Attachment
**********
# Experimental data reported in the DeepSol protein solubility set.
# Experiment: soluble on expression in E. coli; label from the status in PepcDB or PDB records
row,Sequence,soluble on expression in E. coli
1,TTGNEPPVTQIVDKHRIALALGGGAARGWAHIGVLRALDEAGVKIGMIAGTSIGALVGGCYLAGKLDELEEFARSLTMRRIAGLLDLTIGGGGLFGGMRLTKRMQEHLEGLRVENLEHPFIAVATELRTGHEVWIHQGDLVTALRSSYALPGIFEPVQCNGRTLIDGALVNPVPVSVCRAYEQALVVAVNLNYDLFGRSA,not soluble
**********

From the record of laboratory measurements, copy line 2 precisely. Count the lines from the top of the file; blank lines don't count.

# Experiment: soluble on expression in E. coli; label from the status in PepcDB or PDB records